What’s New in the Patient Safety World


July 2007


Pennsylvania Patient Safety Authority: Preventing Wrong-Site Surgery


The June 2007 issue of the Patient Safety Advisory from the Pennsylvania Patient Safety Authority has an outstanding article on wrong-site surgery and the factors that may predispose to it.


There is an accompanying video presentation on “Doing the ‘Right’ Things to Correct Wrong-Site Surgery” and also a tip sheet for consumers.


The Pennsylvania experience suggests that wrong-site surgery is much more common than previously estimated. Their event reporting system differs from others in that near-misses are also reported so, unlike most other reporting systems, cases where no harm came to patients do get reported. Hence, the Pennsylvania experience is probably a much truer reflection of the incidence of wrong-site surgery. About a third of all Pennsylvania acute hospitals have reported cases of wrong-site surgery and there is an average of one wrong-site report per year for a 300-bed hospital.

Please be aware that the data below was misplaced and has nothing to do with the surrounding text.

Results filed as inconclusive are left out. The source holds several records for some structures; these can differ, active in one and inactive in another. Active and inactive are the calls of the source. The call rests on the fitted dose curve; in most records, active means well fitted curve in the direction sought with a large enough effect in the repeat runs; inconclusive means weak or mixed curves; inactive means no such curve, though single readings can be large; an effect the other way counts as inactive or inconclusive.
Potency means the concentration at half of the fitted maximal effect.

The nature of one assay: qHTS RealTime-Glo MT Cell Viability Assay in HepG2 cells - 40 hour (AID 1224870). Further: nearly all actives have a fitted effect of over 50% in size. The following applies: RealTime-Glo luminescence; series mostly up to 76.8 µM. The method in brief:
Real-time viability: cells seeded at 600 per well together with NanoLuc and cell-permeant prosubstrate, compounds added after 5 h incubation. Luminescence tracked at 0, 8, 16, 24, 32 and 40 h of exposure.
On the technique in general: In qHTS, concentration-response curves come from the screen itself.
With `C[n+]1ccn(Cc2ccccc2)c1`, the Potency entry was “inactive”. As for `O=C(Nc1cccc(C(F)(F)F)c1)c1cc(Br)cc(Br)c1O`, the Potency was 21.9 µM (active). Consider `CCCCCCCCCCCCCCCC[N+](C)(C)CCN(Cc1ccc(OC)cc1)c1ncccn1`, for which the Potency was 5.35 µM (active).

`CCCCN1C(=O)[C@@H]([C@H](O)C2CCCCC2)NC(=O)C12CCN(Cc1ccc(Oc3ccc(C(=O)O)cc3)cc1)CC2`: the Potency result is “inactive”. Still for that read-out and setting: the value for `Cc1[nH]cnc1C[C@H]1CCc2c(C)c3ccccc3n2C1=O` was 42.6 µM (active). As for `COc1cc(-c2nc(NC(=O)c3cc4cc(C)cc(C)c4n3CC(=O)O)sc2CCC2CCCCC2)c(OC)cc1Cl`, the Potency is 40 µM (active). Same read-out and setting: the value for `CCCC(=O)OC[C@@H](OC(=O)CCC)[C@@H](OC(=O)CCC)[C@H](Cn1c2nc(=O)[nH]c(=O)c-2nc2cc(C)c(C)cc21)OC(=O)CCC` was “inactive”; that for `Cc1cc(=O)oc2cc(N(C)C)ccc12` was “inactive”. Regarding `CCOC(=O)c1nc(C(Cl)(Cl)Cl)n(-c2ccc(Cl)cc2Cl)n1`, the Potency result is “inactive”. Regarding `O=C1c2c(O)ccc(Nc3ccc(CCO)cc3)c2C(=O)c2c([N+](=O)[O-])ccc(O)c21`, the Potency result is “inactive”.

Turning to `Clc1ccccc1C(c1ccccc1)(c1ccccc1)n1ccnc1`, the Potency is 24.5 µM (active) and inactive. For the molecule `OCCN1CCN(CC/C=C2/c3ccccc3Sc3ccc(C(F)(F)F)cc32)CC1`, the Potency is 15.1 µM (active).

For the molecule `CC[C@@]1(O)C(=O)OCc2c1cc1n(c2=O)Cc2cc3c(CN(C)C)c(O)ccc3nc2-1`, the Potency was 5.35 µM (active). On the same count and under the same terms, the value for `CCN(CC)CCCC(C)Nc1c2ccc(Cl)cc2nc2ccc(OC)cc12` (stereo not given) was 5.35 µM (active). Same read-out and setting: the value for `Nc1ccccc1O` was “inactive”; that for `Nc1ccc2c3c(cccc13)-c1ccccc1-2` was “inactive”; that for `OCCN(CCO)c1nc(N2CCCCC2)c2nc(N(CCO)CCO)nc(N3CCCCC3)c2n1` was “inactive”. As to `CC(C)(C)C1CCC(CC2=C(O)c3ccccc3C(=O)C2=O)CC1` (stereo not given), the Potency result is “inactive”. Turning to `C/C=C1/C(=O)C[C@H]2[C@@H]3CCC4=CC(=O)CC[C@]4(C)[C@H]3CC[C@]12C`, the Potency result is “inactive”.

The report lists numerous examples of cases of wrong-site surgery, sorted according to the types of factors that predisposed to the events. It then provides a thorough review of the predisposing factors, types of errors, and potential solutions, based not only on the Pennsylvania experience but also on a comprehensive review of the literature.


It discusses the Joint Commission Universal Protocol as well as multiple other safe-site protocols that are used (see also our March 2007 “What’s New” column) and provides references to multiple tools and resources available through many organizations to help prevent wrong-site surgery.


Kudos to John Clarke, M.D. and his team at the Pennsylvania Patient Safety Authority for this great contribution! This is truly a must-read for anyone involved in healthcare, regardless of whether they do surgery or not.









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